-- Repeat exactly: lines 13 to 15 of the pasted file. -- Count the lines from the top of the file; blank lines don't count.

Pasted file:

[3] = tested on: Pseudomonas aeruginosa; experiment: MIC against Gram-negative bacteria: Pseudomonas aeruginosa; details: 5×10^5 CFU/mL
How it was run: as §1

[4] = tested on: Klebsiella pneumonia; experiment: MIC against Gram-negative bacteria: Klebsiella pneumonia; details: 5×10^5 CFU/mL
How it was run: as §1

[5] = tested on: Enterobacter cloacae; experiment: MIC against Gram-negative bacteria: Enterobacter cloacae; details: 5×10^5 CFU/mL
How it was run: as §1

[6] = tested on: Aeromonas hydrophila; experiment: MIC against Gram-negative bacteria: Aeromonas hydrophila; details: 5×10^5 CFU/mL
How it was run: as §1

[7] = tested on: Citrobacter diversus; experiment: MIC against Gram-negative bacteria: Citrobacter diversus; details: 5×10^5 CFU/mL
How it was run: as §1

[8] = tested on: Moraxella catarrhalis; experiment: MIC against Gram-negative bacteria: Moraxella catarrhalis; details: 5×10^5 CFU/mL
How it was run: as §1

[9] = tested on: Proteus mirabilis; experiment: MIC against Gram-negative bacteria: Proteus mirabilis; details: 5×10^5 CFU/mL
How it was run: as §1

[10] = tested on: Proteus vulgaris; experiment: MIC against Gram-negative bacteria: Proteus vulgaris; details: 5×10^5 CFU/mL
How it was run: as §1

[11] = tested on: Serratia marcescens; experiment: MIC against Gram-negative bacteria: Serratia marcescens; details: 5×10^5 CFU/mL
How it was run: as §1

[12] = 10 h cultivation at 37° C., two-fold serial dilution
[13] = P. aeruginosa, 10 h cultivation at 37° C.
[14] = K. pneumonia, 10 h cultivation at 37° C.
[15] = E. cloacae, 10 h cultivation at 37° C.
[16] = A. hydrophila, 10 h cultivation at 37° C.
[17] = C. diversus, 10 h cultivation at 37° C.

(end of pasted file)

[9] = tested on: Proteus mirabilis; experiment: MIC against Gram-negative bacteria: Proteus mirabilis; details: 5×10^5 CFU/mL
How it was run: as §1

[10] = tested on: Proteus vulgaris; experiment: MIC against Gram-negative bacteria: Proteus vulgaris; details: 5×10^5 CFU/mL